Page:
Basic World Building uses the tools from 1981’s Basic Dungeons & Dragons and Expert D&D and re-imagined in Old-School Essentials to build a starting campaign setting. Even though it is based on Basic D&D, it could be used with other D&D rules or fantasy RPGs.
Wilderness design serves many purposes. One, as player characters advance out of Basic Dungeons & Dragons and into Expert D&D, exploring the wilds is an essential part of the experience. Two, a bigger world that extends beyond what the PCs can see creates verisimilitude. The world comes alive. Finally, having a world beyond the starting town and dungeon opens up more options for the PCs. Maybe the PCs don’t want to explore the Palace of the Silver Princess and are ready to move on. The GM could have the PCs join a caravan heading east and start the adventure The Lost City once the PCs reach the east.
1. Choose the Setting
I covered this in my first column on world building. For my first campaign of 1981s D&D, I want to run modules written by the rules authors. These include Palace of the Silver Princess, Castle Amber, The Isle of Dread, Master of the Desert Nomads, and Temple of Death. I don’t want to use the default setting of Mystara but instead make my own. I’ll need a kingdom with dragons and a princess, a tropical ocean of islands, and a desert location. To start, I need a fairly typical fantasy kingdom likely located near the ocean. My basic geography will be drawn from an excellent map by Dyson Logos. My starting location will be Verge Valley located in the Boundary Peaks. The Silver Palace is located in the large town of Terminus.
2. Map the Region
Dyson Logos graciously made a campaign map available for free. On this map half an inch is 24 miles. The eastern side of the setting is grasslands and deserts. The west receives more rainfall and has more forests and swamps.
3. Locate Human Realms
Haven, home to the palace of the Silver Princess, is in the forest on the southwest corner above the large island. A route to Castle Amber is also found in the forest. The large island to the southwest is the Isle of Dread. While this island may not be big enough per the map simply consider that it flows off the edge of the known world and replace the island with the Isle of Dread when needed. The Asanda River, the settlement of Pramayama, and the Sind Desert are located on the southeast corner. Rain and wind blow west to east, so the mountains create the desert. Spreading out from there to the west and north of the mountains is Hule home to the Temple of Death.
The islands to the northeast are not being used for this campaign but will be detailed in future articles. They are great locations to set Dolmenwood and The Midderlands for future campaigns. There is a connection between these settings and the lands of the Silver Princess in that both cover fairy tale settings in a temperate/wooded area.
Because of this connection, there are faerie rings and stone circles that might allow a group to teleport from Haven to Dolmenwood or The Midderlands. If the PCs don’t seem especially interested in the Isle of Dread, having them magically moved to another location could kick off new adventures and keep a campaign rolling.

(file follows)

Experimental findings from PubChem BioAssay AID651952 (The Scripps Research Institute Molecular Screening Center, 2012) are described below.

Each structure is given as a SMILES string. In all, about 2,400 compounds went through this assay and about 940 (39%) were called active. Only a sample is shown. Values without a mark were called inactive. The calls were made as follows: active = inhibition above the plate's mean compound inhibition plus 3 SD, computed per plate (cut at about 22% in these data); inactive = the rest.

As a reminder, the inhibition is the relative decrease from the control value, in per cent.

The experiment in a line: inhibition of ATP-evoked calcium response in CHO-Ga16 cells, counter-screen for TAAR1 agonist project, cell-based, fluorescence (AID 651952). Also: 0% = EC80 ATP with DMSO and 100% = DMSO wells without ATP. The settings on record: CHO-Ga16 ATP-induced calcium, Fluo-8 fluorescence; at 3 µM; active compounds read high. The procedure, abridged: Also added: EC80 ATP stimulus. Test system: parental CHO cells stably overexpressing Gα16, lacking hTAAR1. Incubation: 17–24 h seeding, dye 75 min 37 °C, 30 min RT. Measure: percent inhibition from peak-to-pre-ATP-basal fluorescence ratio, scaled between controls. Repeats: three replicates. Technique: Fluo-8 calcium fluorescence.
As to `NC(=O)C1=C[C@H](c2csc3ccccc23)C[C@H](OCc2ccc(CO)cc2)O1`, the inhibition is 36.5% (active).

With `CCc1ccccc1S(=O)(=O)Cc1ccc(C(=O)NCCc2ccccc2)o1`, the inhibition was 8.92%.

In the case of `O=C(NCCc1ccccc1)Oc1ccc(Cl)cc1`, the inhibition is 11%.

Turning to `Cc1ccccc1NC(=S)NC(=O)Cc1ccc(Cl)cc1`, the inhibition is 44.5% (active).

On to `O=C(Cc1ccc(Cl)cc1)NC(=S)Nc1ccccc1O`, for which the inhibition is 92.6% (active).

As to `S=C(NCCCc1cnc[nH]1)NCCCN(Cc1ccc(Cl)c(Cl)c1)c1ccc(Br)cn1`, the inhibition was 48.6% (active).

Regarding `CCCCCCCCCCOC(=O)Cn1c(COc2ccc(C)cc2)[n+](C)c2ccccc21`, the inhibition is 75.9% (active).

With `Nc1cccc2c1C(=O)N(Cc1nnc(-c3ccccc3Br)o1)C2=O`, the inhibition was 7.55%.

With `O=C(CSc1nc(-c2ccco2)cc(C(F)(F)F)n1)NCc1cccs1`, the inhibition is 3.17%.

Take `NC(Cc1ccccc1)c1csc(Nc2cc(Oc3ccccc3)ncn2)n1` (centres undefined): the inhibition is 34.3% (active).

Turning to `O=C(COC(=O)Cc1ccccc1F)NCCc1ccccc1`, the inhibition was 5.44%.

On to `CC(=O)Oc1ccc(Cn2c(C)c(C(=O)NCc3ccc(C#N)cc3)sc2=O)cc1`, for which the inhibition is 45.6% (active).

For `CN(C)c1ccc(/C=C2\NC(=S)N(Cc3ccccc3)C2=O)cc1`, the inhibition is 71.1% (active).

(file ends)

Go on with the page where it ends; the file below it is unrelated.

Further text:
4. Locate Non-Human Realms
Dwarves live in the southern mountains next to Haven. Elves live in the woods there as well. Halflings can be found in the town of Terminus and the surrounding fields. Centaurs can be found in the southern woods.
5. Place the Base Town
Terminus sits in the plains between the southern forest and the mountains to the east. Halflings live in the surrounding farmland. Paths head south toward Castle Amber and the Isle of Dread and north toward Hule.
6. Place Dungeons
The Palace of the Silver Princess is found in Terminus. The city itself also has several locations that serve like dungeons for beginning player characters. Included as treasure in one of these locations should be a treasure map pointing to a location on the Isle of Dread to the southwest.
The deserts in the east could also hold The Lost City. An entire beginning campaign could be set in that dungeon.
7. Create Regional Encounter Tables
Random encounter around Terminus in the forest can be rolled on the wilderness encounter table for forests (page 206 in Old-School Essentials). As the PCs wander south out of Terminus, special encounter tables that reflect the influence of Castle Amber will be used. There is a random encounter table for the Indoor Forest of Castle Amber. That table is used as the base for wandering monsters as the PCs approach the castle.
Southern Wood Random Encounters
|2||Tiger beetle stalking a robber fly||2d4 and 2d6|
|12||Robber fly stalking a killer bee||2d6 and 5d6|
|13-14||Giant rattler snake||1d4|
This wilderness setting provides many options both in the Palace of the Silver Princess or moving on to another location like The Lost City if the PCs are not interested in saving the princess. Low level play is linked to dungeon exploration juxtaposed with urban adventure. Wild lands and deadlier dungeons are placed farther out for later adventures.
Next month, a new series of articles kick off with either a settlement or dungeon creation for the wild northeastern isles. Stronghold building will also be covered for this location. Old-School Essentials Advanced Fantasy: Genre Rules offers a new class called the knight that can gain a stronghold as early as 3rd level. Adding this class to Basic Dungeons & Dragons opens up new options for not only adventuring but also for character options for players.
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